John Grindrod: An angler’s wife, remarkable resiliency

There is, of course, an anthology of jokes about fishermen and their wives. And, while some jokes diminish the importance of a wife relative to the importance of hauling in a nice small mouth bass, if you asked one of our area’s premier reservoir fishermen about his wife of 20 years, Steve Contini might just say if asked what the best catch of his life was, that would be his wife, Tina.

While Steve fishes, Tina goes about the business of putting in 50-hour work weeks, but, of course, the story doesn’t really start here when it comes to showing the type of woman my mother would have said had “pluck.”

Approximately 10 years ago, Tina was diagnosed with cancer shortly after taking her annual mammogram. As a mother of two, a daughter, Jade, and a son, Sebastian, Tina recalls her first thoughts following the diagnosis.

“Of course, I thought about Steve, but I also thought a great deal about my kids. Jade was still in her teens, and Sebastian was just grade-school age, and I surely needed to be there for them going forward.”

Tina was referred to The Stephanie Spielman Comprehensive Breast Center in Columbus, where it was determined that Tina’s cancer was unique. It was a very angry type carrying the name ductal carcinoma in situ. Following several consultations with the oncology team, it was determined the best chance of survival was a double mastectomy.

Following the surgery, an arduous recovery journey commenced. It would be a full 18 months before Tina could really see herself as more an advocate for others than a patient, in other words, someone who could help others overcome their own difficulties in addition to being there for her children full time. Additionally, there was the emotional healing of losing something that, in part, had always been a component in her gender’s self-esteem, in other words, there was a whole plateful of challenges.

As for her advice to those facing serious health setbacks, especially in their adult years when there are so many other responsibilities that must be met, Tina sees one imperative as the bedrock upon which everything else must be built.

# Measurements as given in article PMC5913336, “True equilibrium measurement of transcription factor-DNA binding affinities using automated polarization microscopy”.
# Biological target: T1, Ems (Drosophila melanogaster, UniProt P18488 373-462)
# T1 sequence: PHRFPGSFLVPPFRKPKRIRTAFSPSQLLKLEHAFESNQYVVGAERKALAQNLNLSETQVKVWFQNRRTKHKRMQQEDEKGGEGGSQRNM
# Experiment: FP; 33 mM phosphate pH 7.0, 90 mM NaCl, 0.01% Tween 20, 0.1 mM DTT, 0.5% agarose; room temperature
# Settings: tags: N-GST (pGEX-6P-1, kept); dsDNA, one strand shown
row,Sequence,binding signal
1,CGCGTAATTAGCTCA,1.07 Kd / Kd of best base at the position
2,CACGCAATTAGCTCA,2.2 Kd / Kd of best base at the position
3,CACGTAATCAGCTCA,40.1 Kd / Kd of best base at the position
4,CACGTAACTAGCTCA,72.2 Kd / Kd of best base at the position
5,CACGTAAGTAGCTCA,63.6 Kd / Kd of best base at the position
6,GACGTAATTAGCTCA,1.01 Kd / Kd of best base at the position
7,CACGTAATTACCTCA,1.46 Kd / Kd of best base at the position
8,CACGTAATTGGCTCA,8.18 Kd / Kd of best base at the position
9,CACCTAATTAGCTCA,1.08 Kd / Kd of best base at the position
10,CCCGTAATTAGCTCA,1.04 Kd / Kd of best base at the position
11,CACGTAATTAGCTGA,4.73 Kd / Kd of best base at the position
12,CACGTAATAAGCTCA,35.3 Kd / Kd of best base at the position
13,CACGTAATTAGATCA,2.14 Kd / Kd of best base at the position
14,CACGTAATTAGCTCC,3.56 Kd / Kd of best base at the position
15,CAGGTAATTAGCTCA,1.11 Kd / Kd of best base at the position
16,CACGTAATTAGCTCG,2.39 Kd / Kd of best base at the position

“Don’t be afraid to seek the support and help you’re going to need. Listen, you’ll hear this so often, this ‘I-got-this’ self-reliant, almost defiant mantra from some. As a matter of fact, I was probably a lot like that before my diagnosis. However, I soon realized I was going to need a lot of support from my key people. And, of course, I really needed my Catholic faith.”

As for someone so instrumental in lending all sorts of support, well, that would be a certain someone who needed to lay his fishing rod down quite a bit.

Recalls Tina, “Steve had firsthand knowledge in caring for someone going through a difficult survey and recovery. Several years ago, he gave his dad a kidney and was so very important as a caretaker.”

The former Wapakoneta High School and Ohio State graduate initially worked in the healthcare field for 18 years before deciding well into her 40s to go in a totally new direction.

Tina went back to school at UNOH and, while still working full time as well as handling all the duties incumbent upon a wife and mother, earned her Master of Business Administration. Currently, Tina is using the knowledge gained as an account executive at CNI in Wapakoneta, a company which provides both services and support for online businesses.

Tina says she doesn’t have much time for hobbies, but with her new career path, CNI sponsors a lot of golf outings. She told me that Steve needs to put that fishing pole down and help her with her golf swing, which is something the son of one of this town’s legendary teaching pros, Bo Contini, can certainly do.

As for the future, when it comes to education, Tina may not be done pushing through her glass ceilings. She’s considering getting her PhD. She urges all in their adult years not to let either age nor health issues be excuses to abandon pursuing what they’re passionate about.

Says Tina Contini, “If you want it bad enough, see it, feel it, do it!”

John Grindrod is a regular columnist for The Lima News, a freelance writer and editor and the author of two books. Reach him at [email protected].